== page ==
I’ve read my share of books on branding—and, when it comes to B2B branding, most miss the mark. There are some great books out there that offer good general rules on building a brand. Elements like maintaining brand focus, remaining consistent and driving differentiation all matter, regardless of context. But when it comes to great B2B branding, the most important element is to create a sense of safety for buyers.
It’s important to understand the ways in which B2B buyers are inherently different than B2C customers. A B2B purchase is a high pressure situation with a lot of money on the line. The purchasing decision will affect not only the purchaser, but others at their company and/or the company as a whole. A good decision can lead to increased profit for the business, and a raise or promotion for the individual. A bad choice can be devastating, leading to lost revenue and potential job instability. There’s a lot on the line!
As a result, B2B decision makers are notoriously risk adverse. They understand the consequences of a bad buying decision, and want to tread carefully to ensure that the purchase is the right one.
How can a B2B marketer allay the fears of potential buyers? Here are eight ways to foster a sense of security in your branding process:
- Use case studies: Nothing creates a greater sense of security than knowing that this buying decision turned out well for another company. Case studies work especially well when the industry and/or company issue is aligned with the buyer’s situation.
- Demonstrate solutions: One demonstration is worth a thousand brochures. A great demonstration cuts through the noise and shows the heart of the solution, whether it’s a product, service or specialized knowledge. For a software company, this can mean an online demonstration or webinar. For a more knowledge-based industry, like accounting, writing thought leadership pieces can be a great way to showcase expertise.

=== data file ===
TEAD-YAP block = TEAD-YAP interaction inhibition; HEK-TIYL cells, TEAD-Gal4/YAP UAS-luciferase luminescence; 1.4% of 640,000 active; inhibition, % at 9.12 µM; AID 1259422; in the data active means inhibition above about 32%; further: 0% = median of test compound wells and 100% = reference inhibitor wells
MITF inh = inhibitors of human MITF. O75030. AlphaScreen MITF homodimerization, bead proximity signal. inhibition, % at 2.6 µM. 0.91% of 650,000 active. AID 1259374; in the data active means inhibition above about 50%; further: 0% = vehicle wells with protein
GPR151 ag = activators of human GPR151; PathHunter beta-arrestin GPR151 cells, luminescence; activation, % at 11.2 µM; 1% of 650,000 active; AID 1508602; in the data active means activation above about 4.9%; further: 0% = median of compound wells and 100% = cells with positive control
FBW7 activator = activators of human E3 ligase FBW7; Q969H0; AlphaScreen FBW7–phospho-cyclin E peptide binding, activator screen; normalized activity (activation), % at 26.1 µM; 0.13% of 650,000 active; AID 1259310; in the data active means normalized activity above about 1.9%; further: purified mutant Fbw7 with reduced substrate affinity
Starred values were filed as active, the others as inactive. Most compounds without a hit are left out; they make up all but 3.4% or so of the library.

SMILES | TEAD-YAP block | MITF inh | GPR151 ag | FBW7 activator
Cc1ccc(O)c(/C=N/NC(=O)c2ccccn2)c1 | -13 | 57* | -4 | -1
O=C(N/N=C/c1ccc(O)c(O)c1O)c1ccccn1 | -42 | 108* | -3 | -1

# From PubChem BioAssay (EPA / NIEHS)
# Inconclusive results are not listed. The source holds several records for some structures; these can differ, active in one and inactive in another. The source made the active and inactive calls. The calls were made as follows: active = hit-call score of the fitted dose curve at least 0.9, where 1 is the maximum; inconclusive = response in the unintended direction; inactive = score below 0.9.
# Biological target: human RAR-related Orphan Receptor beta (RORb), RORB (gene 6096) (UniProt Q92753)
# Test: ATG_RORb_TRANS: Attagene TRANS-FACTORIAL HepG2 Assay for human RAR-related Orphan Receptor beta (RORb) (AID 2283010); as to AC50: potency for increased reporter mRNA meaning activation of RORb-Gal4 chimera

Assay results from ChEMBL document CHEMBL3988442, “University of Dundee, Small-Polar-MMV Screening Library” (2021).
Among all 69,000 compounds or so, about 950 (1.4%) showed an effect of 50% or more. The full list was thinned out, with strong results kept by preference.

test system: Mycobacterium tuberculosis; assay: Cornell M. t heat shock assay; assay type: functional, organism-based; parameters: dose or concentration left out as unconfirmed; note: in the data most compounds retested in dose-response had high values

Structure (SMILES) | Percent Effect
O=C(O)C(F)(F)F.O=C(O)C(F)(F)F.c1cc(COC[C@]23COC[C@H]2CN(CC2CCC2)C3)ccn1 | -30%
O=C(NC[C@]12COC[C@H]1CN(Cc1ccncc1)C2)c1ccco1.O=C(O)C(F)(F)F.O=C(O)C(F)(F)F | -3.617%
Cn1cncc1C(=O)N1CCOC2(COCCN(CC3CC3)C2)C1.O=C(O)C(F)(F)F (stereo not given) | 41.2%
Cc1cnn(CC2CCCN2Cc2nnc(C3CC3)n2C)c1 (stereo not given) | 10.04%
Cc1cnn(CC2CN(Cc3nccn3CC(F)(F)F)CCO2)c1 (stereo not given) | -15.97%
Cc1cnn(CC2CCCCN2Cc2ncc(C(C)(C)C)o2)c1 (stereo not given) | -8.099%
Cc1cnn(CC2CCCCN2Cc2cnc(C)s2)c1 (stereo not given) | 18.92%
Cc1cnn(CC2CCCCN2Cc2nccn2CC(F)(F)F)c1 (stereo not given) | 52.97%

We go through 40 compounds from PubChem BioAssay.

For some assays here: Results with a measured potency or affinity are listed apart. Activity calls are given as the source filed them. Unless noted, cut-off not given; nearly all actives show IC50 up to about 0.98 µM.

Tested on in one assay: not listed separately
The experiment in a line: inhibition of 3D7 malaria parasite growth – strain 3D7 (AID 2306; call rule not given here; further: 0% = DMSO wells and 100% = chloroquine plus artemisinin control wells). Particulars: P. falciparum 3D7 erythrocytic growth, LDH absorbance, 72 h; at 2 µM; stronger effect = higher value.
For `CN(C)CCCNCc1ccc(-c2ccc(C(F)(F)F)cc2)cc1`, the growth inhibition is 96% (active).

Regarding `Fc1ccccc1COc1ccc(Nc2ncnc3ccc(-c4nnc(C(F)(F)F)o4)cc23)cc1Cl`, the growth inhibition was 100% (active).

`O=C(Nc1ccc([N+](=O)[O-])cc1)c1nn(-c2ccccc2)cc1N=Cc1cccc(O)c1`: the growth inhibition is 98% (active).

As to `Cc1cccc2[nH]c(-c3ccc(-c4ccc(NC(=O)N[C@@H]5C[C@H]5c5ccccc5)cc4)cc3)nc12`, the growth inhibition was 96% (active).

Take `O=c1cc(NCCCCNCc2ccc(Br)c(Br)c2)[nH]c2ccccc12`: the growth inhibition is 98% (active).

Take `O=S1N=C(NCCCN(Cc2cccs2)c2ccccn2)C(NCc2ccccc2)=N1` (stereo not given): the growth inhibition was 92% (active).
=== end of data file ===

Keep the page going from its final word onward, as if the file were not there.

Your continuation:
- Talk history: For certain industries, emphasizing the length of time that the company has been in business can build confidence in the company’s stability and products. Financial services companies often include founding date in their communications for exactly this reason. However, use caution: for industries where buyers are seeking deep innovation, such as technology or advertising, you may need to indicate the strength and stability of your firm without sounding antique.
- Talk size: Nothing establishes credibility like demonstrating company growth. A growing company means that others are buying what you’re selling. For a professional services firm, emphasizing the size of the employee or consultant base can be a good indicator of success. In other industries, where larger companies are viewed as less nimble and innovative, focus instead on areas like product growth and the size of the company’s customer base.
- Talk awards: Awards can be a great way of turning a potential buyer’s head. Saying “Winner of the Award for Top Innovator,” can work as an effective shorthand when building credibility and trust in the company brand.
- Provide guarantees: To help mitigate sticker shock, many companies in the tech sector guarantee their product or service, and promote this guarantee up-front as part of their marketing message. This can be an effective strategy when the number of digits before the decimal point are causing a buyer to hesitate. However, be aware that money only represents part of the risk that you are trying to mitigate. At the end of the day, companies are more fearful of the disruption associated with a poor product or service than they are with the cost itself.
- Offer references: For opportunities that are coming to the later stages of the selling process, offering unprompted references can be incredibly effective. It’s especially helpful to use the customer’s own words when describing your product/service, and showing quantifiable results.
- Get published: It’s one thing for you to talk about how great you are—it’s another if an external source does it for you. External publications not only get your message out, but also reinforce your role as an expert within the industry.
A sense of safety isn’t the only need you need for selling a B2B brand, but it creates a strong foundation from which to build.